PHOENIX -- Leading off for the Dodgers, and striking out much of the time, Matt Kemp.
Kemp began Saturday night's game with 344 at bats, striking out 104 times -- third-most in the National League this season.
If Kemp, who has beat-it-out speed, makes contact in half of those instances, "I'd be amazing," he said.
If Kemp cuts down his strikeouts, he's probably one of the best offensive players in the game, already hitting .285 in his second full year in the big leagues after posting a .342 average last year.
So much talent, and he begins the game against the Diamondbacks striking out on three pitches.
End of the game, tying run on third and go-ahead run on first, two out and Kemp gets a big moment early in his career with the chance to put the Dodgers alone in first place.
He doesn't strike out. Progress. But he does fly out to right on the first pitch. Game over, Dodgers lose.
"I have no problem with that," Manager Joe Torre said. "You have to like Matt Kemp; he's not shy about being put in that position."
That's what I say, you have to like Matt Kemp, but not everyone around here agrees.
"I'm mad; wouldn't you be -- if you lost?" Kemp said, and there are some people around here who will be surprised to hear it made a difference to Kemp whether the Dodgers won or lost.
"He made a good pitch," he said. "It was over the middle of the plate and it ran in on my hands. I'll be back tomorrow for another pitcher, another game, but I'm still mad."
And so goes the development of Matt Kemp. Future superstar, who is still learning, or the ultimate heartbreaker, who never lives up to expectations?
I asked Torre, based on his lifelong baseball knowledge, to hazard a guess on which way Kemp will go, and surprisingly he began talking about former Dodger and Angel, Devon White.
"Whitey Herzog once told me, he's the kind of player that gets a manager fired," Torre said, and so I said, I can see the headline now: "Torre predicts Kemp to get him fired."
Instead of ripping pen and notebook out of my hand and asking for an interview do-over, Torre let his story linger as is -- the great promise of Kemp in reality meaning a whole lot to a whole lot of people around here.
"You can't teach what he does; when he hits the ball, it stays in the air a long time," Torre said, but obviously it would help if he hit the ball more often.
The trading deadline looms, and those who think Kemp doesn't work as hard as he should and who believe he's a bad influence on the other young players contend the Dodgers and the locker room would be much improved if they could use him in making a significant deal.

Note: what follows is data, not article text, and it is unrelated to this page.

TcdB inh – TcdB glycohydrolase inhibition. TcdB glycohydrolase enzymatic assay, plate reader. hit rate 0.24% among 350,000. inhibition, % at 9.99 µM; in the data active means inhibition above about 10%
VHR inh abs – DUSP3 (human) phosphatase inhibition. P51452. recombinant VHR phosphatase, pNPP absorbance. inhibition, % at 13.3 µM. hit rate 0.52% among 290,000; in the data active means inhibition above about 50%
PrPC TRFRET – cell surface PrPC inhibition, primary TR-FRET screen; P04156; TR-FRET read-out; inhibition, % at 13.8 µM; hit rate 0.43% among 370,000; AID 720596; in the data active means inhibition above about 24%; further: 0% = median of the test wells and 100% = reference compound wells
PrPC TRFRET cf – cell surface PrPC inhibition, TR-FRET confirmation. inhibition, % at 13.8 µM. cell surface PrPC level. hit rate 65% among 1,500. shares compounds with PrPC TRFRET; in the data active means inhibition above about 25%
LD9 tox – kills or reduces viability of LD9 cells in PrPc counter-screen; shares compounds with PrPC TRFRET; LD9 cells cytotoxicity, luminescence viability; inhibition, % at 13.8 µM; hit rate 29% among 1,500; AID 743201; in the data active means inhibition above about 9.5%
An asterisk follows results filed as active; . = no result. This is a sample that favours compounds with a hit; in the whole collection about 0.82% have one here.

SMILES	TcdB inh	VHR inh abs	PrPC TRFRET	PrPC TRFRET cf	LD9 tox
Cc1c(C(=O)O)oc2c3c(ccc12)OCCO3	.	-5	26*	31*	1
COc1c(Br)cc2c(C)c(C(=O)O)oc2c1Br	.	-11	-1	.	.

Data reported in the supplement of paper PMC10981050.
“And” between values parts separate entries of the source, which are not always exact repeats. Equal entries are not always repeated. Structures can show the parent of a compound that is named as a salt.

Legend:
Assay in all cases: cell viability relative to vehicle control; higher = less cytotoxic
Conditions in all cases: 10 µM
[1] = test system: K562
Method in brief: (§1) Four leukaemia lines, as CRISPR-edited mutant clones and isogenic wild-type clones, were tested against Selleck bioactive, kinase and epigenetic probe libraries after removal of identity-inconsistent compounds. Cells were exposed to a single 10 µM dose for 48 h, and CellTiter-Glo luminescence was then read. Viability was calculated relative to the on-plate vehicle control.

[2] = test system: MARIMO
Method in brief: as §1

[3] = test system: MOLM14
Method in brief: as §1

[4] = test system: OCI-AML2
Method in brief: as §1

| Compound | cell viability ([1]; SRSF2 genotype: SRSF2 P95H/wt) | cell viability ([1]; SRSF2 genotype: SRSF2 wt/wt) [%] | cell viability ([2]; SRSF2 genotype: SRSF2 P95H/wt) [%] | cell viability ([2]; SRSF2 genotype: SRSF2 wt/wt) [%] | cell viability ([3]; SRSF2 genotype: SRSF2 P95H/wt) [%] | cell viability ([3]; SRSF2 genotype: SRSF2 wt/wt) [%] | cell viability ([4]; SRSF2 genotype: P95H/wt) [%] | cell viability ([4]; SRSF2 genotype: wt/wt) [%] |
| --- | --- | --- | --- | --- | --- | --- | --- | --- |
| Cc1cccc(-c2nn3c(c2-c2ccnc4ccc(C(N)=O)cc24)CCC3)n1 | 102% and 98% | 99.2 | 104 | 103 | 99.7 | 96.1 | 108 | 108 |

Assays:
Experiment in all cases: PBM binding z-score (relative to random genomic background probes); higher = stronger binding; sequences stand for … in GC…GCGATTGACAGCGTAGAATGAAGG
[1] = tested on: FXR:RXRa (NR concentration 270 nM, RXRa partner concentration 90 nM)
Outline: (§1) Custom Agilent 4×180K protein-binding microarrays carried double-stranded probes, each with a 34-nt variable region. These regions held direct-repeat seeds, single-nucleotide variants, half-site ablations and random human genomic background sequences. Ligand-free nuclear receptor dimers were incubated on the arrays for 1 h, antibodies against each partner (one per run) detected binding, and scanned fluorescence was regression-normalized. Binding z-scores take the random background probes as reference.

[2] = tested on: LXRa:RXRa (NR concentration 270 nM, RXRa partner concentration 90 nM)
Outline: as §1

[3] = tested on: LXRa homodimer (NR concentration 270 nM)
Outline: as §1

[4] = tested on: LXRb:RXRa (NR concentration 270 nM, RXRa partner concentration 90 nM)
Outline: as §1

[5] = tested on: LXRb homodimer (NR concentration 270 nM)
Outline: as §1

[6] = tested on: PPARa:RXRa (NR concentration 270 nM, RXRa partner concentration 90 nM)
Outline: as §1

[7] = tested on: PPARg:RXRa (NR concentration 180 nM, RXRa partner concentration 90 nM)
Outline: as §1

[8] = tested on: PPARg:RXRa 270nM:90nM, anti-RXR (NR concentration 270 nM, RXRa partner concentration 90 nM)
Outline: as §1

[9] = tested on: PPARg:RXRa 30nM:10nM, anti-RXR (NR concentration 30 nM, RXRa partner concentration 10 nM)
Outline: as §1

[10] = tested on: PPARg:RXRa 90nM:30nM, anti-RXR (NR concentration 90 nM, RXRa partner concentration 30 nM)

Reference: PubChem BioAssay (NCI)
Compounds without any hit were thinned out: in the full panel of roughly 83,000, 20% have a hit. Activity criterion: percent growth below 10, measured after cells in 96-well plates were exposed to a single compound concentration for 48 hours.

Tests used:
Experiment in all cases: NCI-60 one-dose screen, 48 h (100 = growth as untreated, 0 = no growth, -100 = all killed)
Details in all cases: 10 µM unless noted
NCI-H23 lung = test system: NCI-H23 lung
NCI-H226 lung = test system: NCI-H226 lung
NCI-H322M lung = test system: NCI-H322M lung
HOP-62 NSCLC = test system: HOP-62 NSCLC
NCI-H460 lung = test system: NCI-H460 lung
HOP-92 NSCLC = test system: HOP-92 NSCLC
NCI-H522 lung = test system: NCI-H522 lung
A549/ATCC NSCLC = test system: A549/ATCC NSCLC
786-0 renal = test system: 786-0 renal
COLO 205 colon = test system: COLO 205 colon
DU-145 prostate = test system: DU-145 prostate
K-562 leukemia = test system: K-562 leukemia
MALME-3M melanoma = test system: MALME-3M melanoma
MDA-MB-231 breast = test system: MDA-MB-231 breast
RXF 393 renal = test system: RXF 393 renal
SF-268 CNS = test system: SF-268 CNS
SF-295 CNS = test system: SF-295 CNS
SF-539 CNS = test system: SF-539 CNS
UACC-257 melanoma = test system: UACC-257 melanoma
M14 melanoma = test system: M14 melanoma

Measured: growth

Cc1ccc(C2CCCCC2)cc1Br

How do you like the chances of Ned Colletti swinging a significant deal to help the Dodgers?
There are some folks around here, Page 2 included, who still think Kemp is going to be a superstar, the best of the best young players on the roster, and it's only a matter of more time and experience.
"I don't want to go anywhere," said Kemp, who turns 24 in September. "Everything everyone is saying, I've said to myself a million times. I'm too aggressive, maybe it's a lack of concentration at times, maybe I need a better plan at the plate, maybe I'm too power-happy. I've gone over it all."
The Dodgers have thrown five hitting instructors at Kemp the last two years: Eddie Murray, Bill Mueller, Mike Easler and now Jeff Pentland and Don Mattingly. Funny thing, the Dodgers aren't big into consistency, and yet that's what they want out of their players.
"I listen to people," Kemp said, still very much the headstrong youngster, "But I'm the one who has to do it."
In the first game of this series, he came to the plate six times and didn't strike out -- his home run contributing to a Dodgers victory.
Kemp began Saturday's game with a strikeout, then singled, was robbed of an extra-base hit by left fielder Conor Jackson and singled again before ending the game. The ups and downs with someone packing so much potential, and yet there remains no guarantee there will ever be a consistent payoff.
So what do the Dodgers do?
I say send Colletti on a vacation until after the trading deadline. And maybe send Andruw Jones with him.
ANDRE ETHIER, who sometimes gets lost in the background because he's more solid than spectacular, made an interesting observation.
"They don't like consistent players in this game unless you're older," Ethier said. "They want to see the young guys flash a lot of stuff or they get impatient."
IT WAS " '70s Night" in Chase Field, the Diamondbacks playing music all night from that era -- 13 of the 25 players on the Dodgers' roster not even born until the calendar turned to the '80s.
At first I thought '70s Night was a tribute to Torre, who just celebrated a birthday Friday, but then I learned it was only birthday No. 68.
COLLETTI, THE Schmoozer when everything is going well, and you remember that week or so, has been trying to take a low profile with criticism mounting.
He emerged from hiding before Saturday night's game, but when the Dodgers' gun-shy GM was approached, he said he had a telephone call to make and took off down the right-field line. Here's hoping he's not working on another trade.
JEFF KENT, something like one for 22 beginning the game, drilled three shots toward third base -- each caught by Arizona's Mark Reynolds to rob him of a hit. In the ninth inning, Kent hit the ball out of the park for a home run.
"He couldn't play there," Kent told Torre when he returned to the dugout.
THE DODGERS will start Eric Stults and Jason Johnson in Colorado for the first two games of their next series, and I would think the over/under on the number of combined runs the Rockies score in those first two games would be 16.
I'll take the over, even though Stults is pretty good.
T.J. Simers can be reached at firstname.lastname@example.org.
To read previous columns by Simers, go to latimes.com/simers.